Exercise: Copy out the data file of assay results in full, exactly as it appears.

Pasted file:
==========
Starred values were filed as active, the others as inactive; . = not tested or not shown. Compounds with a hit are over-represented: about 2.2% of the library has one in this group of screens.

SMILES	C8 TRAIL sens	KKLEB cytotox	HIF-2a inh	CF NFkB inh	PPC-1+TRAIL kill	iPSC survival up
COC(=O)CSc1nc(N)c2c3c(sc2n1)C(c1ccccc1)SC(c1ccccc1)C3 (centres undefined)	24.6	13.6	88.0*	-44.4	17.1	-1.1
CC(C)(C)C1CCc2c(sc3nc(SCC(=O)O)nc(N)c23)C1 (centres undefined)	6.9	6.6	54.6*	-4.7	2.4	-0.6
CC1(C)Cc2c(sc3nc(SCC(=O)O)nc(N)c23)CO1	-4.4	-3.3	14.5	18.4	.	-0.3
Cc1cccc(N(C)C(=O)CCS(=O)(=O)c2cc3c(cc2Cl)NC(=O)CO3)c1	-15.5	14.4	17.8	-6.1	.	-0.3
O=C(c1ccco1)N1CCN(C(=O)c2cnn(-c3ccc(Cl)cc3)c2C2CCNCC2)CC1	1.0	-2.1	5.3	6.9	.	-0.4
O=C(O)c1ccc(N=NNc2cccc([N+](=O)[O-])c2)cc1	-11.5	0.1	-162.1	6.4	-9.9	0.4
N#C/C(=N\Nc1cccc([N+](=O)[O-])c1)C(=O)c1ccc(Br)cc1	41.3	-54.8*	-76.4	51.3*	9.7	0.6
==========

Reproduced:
Starred values were filed as active, the others as inactive; . = not tested or not shown. Compounds with a hit are over-represented: about 2.2% of the library has one in this group of screens.

SMILES	C8 TRAIL sens	KKLEB cytotox	HIF-2a inh	CF NFkB inh	PPC-1+TRAIL kill	iPSC survival up
COC(=O)CSc1nc(N)c2c3c(sc2n1)C(c1ccccc1)SC(c1ccccc1)C3 (centres undefined)	24.6	13.6	88.0*	-44.4	17.1	-1.1
CC(C)(C)C1CCc2c(sc3nc(SCC(=O)O)nc(N)c23)C1 (centres undefined)	6.9	6.6	54.6*	-4.7	2.4	-0.6
CC1(C)Cc2c(sc3nc(SCC(=O)O)nc(N)c23)CO1	-4.4	-3.3	14.5	18.4	.	-0.3
Cc1cccc(N(C)C(=O)CCS(=O)(=O)c2cc3c(cc2Cl)NC(=O)CO3)c1	-15.5	14.4	17.8	-6.1	.	-0.3
O=C(c1ccco1)N1CCN(C(=O)c2cnn(-c3ccc(Cl)cc3)c2C2CCNCC2)CC1	1.0	-2.1	5.3	6.9	.	-0.4
O=C(O)c1ccc(N=NNc2cccc([N+](=O)[O-])c2)cc1	-11.5	0.1	-162.1	6.4	-9.9	0.4
N#C/C(=N\Nc1cccc([N+](=O)[O-])c1)C(=O)c1ccc(Br)cc1	41.3	-54.8*	-76.4	51.3*	9.7	0.6